Next Year, U.S. Economy Will Amaze, Business Expert At UNC-CH Predicts

December 11, 1998

CHAPEL HILL - From 1994 to 1996, the U.S. economy was like Baby Bear's porridge in the Goldilocks story, "not too hot, not too cold, but just right," according to a University of North Carolina at Chapel Hill financial expert. For the past two years, it has been "awesome," he says.

"For 1999, the word to describe the U.S. economy will be 'amazing' as we watch any number of economic records be pushed to new previously unseen levels," wrote economist Dr. James F. Smith in the December issue of "Business Forecast," his bimonthly newsletter. "My optimism about the future of the U.S. economy has not foundered since we began to recover from the depths of the recession that ended on Nov. 15, 1982."

The subsequent performance of the economy and, not coincidentally, the stock market has proven that optimism well-founded, Smith said.

Professor of finance UNC-CH's Kenan-Flagler Business School, Smith regularly lays himself open in the newsletter to the slings and arrows of those who think his predictions are written through rose-colored glasses.

"Many people snickered in early September (about) my forecast that the stock market would set new highs this year after steep declines from the July records," Smith said.

"One money manager in Florida even sent me a 10-page paper full of dire predictions with a cover note chastising me for being insufficiently concerned about the downdraft on the U.S. economy coming from Asia, Russia, Brazil and Venezuela," he said. "Let's hope he had his clients back in the market before the great Thanksgiving rally that sent all the major indices - the Dow Jones Industrial Average, the Standard & Poor's 500 and the NASDAQ - to new record highs."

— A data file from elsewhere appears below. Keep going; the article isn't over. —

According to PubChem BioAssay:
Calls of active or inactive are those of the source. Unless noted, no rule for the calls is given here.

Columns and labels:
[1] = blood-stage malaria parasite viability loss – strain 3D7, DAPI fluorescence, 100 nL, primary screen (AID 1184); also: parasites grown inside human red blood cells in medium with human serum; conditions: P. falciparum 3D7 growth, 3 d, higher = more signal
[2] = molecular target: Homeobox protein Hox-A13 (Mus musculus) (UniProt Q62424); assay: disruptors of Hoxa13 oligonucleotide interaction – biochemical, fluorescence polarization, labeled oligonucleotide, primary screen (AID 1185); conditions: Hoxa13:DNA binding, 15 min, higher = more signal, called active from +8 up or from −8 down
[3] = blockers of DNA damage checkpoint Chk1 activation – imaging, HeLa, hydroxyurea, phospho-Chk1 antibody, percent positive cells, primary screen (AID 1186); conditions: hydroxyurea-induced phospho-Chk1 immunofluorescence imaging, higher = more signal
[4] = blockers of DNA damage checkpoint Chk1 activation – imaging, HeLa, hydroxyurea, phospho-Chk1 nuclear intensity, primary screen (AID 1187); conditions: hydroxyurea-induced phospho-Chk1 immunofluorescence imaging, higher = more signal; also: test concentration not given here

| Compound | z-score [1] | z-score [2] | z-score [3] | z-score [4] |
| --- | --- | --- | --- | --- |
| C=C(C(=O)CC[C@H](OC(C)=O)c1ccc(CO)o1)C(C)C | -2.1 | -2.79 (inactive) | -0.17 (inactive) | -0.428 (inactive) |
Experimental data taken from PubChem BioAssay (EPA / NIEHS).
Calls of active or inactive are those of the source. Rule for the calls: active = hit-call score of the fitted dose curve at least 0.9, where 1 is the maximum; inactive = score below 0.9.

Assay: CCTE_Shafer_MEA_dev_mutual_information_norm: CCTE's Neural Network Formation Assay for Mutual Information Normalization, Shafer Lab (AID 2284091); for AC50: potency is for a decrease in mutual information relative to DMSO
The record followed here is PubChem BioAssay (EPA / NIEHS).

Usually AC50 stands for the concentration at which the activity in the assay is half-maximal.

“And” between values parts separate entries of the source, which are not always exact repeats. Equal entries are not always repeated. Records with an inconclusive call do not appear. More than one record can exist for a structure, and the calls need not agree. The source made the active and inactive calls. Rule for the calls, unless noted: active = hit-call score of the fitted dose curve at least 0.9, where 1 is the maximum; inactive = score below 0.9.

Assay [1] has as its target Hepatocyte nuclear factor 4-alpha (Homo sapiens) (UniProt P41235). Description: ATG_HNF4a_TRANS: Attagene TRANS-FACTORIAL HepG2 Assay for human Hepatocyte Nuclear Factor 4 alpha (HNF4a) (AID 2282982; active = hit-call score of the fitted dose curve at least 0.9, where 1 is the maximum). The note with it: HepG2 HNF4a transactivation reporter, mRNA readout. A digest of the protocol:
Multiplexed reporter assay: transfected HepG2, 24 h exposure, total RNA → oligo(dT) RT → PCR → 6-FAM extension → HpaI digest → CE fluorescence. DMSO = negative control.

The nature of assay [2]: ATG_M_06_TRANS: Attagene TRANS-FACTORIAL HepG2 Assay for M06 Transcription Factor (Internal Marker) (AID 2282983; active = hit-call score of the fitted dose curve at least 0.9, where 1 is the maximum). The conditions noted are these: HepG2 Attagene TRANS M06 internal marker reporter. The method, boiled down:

The broad-based Wilshire 5000 index, which was up $2.4 trillion in 1997, was up another $1.5 trillion in the year ending Nov. 27, Smith wrote. That should add $50 billion to consumer spending for the holiday season.

"Retailers all over the U.S. are smiling as Christmas shoppers turn out in record numbers with more money to spend than ever before," he said. "The rate of increase in personal consumption expenditures has surpassed all forecasts for the past year and will certainly do that again this quarter."

On Nov. 24, the Bureau of Economic Analysis of the U.S. Department of Commerce released data showing the real gross domestic product (GDP) grew at a seasonally adjusted annual rate of 3.9 percent in the third quarter, Smith said. GDP is the total value of all final goods and services produced in this country after eliminating the impact of inflation.

Real personal consumption expenditures grew at a seasonally adjusted annual rate of 4.1 percent in the third quarter, the professor wrote. That was lower than the 6.1 percent posted in the second quarter, "but still a very healthy performance."

The outlook is extraordinarily good, Smith said. U.S. banks are lending money, the stock market is setting new records and consumer confidence has rebounded sharply. Employment is at record levels and rising, and incomes are rising throughout the country.

"My forecast is for 2.5 percent real GDP growth in both 1999 and 2000," he said. "Then growth will slow to 1.6 percent in 2001 as inflation picks up. This will lead to a recession in 2002...and a 0.3 percent decline in real GDP. We should return to growth in 2003 and keep it up for another decade before we see another recession."
-end-
Note: Rated the nation's most accurate economic forecaster by the Wall Street Journal in 1996 and the second-most accurate by Business Week in 1997, Smith is a frequently quoted financial expert and teacher known for his clarity, wit and common-sense approach to economics. He can be reached at 919-962-3176. As time allows, he's willing to discuss most economic issues with reporters.
Contact: David Williamson, 919-962-8596.



University of North Carolina at Chapel Hill

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